if the house don't fit, you must acquit
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When we were contemplating making an offer on the lot, we asked for and received from our agent a list of recent sales in the neighborhood. I converted that table into an Excel spreadsheet and began to do a little cross-plotting. Note that this information represents home sales in the neighborhood over the past two years and not the full population of homes. There are homes in the hood worth more, and there are homes worth less, and there are bigger and smaller homes. Nonetheless, this is real sales data that seems to be a pretty good representation of value in the neighborhood.
Since we were looking to do a 2,500 square-foot home at a cost of b$100 (see http://austincubed.blogspot.com/2011/01/thats-bunch-of-b.html for an explanation of what b$ means), we generated this graph to see how our planned budget compares to recently sold homes in the hood (click on it to make it larger if you need to). As it turns out, our goals fit quite well with the data (and the neighborhood).
First, take a look at the horizontal axis. Setting aside the outlier at b$25 (that house must have been full of dead raccoons when it sold…), home sales have ranged in price from about b$35 to b$115. That’s quite a range, but the good news is that if we stick to budget, we haven’t built the most expensive house in the neighborhood. Developer rule no. 1 is to never build the most expensive house in the hood. That’s doubly important for us because our lot is not perfectly located.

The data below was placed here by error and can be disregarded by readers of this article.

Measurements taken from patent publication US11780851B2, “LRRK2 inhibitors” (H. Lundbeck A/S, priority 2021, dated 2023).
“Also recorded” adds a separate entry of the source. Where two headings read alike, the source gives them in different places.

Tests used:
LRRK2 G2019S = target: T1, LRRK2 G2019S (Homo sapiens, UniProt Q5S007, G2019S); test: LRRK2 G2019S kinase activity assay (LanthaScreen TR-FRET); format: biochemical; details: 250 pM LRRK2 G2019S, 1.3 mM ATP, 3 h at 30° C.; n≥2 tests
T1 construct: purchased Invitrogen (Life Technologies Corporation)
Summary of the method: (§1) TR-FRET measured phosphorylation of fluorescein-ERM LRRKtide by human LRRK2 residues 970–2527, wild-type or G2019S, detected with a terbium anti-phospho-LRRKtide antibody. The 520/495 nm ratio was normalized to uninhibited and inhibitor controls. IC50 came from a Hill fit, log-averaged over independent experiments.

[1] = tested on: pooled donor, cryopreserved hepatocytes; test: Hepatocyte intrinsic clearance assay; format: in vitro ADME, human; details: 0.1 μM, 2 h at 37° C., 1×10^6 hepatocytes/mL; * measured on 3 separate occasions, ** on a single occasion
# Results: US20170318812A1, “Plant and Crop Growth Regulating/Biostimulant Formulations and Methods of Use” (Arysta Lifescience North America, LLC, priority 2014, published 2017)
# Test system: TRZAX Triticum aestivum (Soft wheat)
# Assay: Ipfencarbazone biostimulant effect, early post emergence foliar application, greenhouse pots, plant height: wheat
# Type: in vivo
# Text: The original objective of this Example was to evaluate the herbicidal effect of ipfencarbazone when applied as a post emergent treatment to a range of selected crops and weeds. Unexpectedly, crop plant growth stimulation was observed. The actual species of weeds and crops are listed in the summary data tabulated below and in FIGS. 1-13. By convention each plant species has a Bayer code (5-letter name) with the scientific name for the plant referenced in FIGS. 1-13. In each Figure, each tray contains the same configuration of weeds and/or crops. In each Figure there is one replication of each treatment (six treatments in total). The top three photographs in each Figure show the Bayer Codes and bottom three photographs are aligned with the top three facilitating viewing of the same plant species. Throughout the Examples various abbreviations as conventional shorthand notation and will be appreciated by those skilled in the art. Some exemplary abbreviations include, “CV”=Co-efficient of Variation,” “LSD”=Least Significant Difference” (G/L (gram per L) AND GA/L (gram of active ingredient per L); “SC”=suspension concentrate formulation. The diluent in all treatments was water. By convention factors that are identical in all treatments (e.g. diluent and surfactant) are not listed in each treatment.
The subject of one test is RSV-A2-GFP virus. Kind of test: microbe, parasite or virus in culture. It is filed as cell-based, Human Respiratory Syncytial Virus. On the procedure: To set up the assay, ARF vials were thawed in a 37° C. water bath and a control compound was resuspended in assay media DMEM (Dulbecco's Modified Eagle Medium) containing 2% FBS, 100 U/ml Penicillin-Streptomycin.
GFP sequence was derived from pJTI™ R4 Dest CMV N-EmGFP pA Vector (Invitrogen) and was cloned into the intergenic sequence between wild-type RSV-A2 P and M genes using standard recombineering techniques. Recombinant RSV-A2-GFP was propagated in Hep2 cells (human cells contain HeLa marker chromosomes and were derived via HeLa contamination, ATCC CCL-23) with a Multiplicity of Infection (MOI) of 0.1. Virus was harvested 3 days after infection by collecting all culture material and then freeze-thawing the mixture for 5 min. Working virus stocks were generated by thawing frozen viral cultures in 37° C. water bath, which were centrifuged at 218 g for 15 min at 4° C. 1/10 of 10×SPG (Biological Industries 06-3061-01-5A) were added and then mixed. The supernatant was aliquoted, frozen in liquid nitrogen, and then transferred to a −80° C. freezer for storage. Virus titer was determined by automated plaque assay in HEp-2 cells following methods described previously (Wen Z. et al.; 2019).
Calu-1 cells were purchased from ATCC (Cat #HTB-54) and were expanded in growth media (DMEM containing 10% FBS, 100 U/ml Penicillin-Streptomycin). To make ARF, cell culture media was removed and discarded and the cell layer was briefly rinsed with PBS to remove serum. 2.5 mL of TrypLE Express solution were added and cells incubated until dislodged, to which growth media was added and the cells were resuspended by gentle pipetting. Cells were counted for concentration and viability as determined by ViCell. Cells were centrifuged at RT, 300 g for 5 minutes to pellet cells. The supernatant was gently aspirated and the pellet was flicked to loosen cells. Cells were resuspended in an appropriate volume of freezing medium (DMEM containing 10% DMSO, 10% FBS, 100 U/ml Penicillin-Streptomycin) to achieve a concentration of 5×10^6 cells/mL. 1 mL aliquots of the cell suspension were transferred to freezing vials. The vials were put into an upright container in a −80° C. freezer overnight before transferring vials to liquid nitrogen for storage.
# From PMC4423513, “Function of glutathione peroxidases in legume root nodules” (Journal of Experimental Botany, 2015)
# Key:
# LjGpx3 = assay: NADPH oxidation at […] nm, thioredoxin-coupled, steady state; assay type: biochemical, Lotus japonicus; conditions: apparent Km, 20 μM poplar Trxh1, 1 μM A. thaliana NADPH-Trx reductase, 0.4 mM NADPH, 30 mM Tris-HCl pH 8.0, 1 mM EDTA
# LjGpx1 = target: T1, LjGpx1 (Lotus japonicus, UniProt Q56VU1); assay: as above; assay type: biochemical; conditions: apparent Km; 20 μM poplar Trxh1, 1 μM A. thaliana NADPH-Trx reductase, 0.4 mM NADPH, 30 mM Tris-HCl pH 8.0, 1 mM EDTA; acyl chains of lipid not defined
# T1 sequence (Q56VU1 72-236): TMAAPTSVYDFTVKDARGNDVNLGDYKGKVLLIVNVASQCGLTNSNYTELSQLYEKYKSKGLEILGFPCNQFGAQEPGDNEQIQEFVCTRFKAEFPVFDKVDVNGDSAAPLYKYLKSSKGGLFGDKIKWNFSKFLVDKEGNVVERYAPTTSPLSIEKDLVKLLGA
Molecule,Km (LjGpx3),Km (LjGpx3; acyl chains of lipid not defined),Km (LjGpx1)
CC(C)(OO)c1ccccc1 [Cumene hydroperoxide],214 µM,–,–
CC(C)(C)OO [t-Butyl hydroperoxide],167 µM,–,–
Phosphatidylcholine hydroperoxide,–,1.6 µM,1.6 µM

Now take a gander at the vertical axis. The square footage of these homes ranged from 1,500 to a little over 3,000. Our initial goal of 2,500 (the house has crept to just north of 2,900 now…) fits in as well.
Each black dot represents a house of a certain square footage that sold at a certain price. You may notice that although there is a mosquito swarm of dots, the whole batch of them tends to slope upwards to the right. That’s to be expected: larger houses tend to go for larger prices. However, there’s a great deal of spread among these dots. For example, houses that have about 1,500 square feet sold for between b$40 to b$75. This is probably a reflection of whether or not the house had been updated (most of these homes were built in the 1950s) and where the house was in the neighborhood. A crappy house next to the creek is probably comparable in price to a moderately updated house in the interior of the neighborhood.
I’ve drawn a vertical line on the graph up from our price point (b$100) and see that houses at that price point generally have 2,250 to 3,000 square feet. That’s in our ballpark. Say, for example, we were insistent on building a 1,500 square foot home at that price point. You can see that we would be way outside (35% higher) the going price for a similarly sized home. In that case, it could be a struggle to sell that house if we needed to.
The other thing to consider is how much you spent on the lot relative to your overall budget. We spent about b$28 on the lot. That gives us b$72 to spend on building the house. Banks generally want to see you spend two to three times the lot cost building the house. We’re at 2.6 with this lot. If you’re building out in the boonies, your lot cost is probably a lot lower than this and this two to three times rule doesn’t apply. But if you’re building in town, it seems to be a good rule of (hammered) thumb.